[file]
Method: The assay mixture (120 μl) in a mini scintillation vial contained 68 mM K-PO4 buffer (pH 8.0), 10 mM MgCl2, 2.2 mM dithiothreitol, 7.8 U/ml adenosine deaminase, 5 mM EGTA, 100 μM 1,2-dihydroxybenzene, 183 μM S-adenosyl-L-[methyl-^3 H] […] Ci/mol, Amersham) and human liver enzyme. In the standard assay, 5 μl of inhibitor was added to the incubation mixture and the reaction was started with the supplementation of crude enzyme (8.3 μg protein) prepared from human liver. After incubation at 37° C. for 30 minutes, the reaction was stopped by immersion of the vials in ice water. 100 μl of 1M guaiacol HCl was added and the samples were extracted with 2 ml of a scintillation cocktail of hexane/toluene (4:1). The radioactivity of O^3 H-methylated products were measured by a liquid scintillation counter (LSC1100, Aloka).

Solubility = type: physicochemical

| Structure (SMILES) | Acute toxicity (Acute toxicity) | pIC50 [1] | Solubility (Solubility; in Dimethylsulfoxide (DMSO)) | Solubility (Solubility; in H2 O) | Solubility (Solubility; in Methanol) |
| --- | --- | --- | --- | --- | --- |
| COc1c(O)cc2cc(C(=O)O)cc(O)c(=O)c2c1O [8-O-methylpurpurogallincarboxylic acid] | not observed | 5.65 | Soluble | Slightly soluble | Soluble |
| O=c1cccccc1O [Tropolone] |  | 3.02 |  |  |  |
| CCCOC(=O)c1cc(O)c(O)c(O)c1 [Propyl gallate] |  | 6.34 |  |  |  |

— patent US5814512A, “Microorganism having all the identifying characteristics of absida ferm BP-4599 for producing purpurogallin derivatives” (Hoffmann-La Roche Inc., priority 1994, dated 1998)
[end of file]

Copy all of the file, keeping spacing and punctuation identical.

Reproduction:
Method: The assay mixture (120 μl) in a mini scintillation vial contained 68 mM K-PO4 buffer (pH 8.0), 10 mM MgCl2, 2.2 mM dithiothreitol, 7.8 U/ml adenosine deaminase, 5 mM EGTA, 100 μM 1,2-dihydroxybenzene, 183 μM S-adenosyl-L-[methyl-^3 H] […] Ci/mol, Amersham) and human liver enzyme. In the standard assay, 5 μl of inhibitor was added to the incubation mixture and the reaction was started with the supplementation of crude enzyme (8.3 μg protein) prepared from human liver. After incubation at 37° C. for 30 minutes, the reaction was stopped by immersion of the vials in ice water. 100 μl of 1M guaiacol HCl was added and the samples were extracted with 2 ml of a scintillation cocktail of hexane/toluene (4:1). The radioactivity of O^3 H-methylated products were measured by a liquid scintillation counter (LSC1100, Aloka).

Solubility = type: physicochemical

| Structure (SMILES) | Acute toxicity (Acute toxicity) | pIC50 [1] | Solubility (Solubility; in Dimethylsulfoxide (DMSO)) | Solubility (Solubility; in H2 O) | Solubility (Solubility; in Methanol) |
| --- | --- | --- | --- | --- | --- |
| COc1c(O)cc2cc(C(=O)O)cc(O)c(=O)c2c1O [8-O-methylpurpurogallincarboxylic acid] | not observed | 5.65 | Soluble | Slightly soluble | Soluble |
| O=c1cccccc1O [Tropolone] |  | 3.02 |  |  |  |
| CCCOC(=O)c1cc(O)c(O)c(O)c1 [Propyl gallate] |  | 6.34 |  |  |  |

— patent US5814512A, “Microorganism having all the identifying characteristics of absida ferm BP-4599 for producing purpurogallin derivatives” (Hoffmann-La Roche Inc., priority 1994, dated 1998)